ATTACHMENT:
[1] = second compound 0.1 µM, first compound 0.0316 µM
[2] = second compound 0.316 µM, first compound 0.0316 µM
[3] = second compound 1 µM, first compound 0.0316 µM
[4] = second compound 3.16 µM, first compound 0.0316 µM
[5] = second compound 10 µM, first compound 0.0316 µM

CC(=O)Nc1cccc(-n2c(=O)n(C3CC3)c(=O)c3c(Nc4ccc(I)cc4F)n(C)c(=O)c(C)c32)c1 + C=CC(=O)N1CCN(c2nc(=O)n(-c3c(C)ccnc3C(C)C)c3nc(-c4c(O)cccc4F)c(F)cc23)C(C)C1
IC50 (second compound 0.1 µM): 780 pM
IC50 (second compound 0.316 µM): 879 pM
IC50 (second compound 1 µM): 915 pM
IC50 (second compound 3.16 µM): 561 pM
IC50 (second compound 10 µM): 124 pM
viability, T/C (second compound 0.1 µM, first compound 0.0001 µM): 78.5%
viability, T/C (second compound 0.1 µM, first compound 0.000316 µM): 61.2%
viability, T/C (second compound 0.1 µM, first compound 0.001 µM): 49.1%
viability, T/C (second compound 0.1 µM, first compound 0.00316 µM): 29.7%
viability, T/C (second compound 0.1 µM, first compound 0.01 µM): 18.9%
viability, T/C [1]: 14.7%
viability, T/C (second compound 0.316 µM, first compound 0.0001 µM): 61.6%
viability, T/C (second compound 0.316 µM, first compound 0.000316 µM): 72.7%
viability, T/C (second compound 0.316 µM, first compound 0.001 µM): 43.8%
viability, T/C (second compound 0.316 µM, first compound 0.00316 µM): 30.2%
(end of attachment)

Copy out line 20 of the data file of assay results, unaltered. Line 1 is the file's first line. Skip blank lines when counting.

viability, T/C (second compound 0.316 µM, first compound 0.001 µM): 43.8%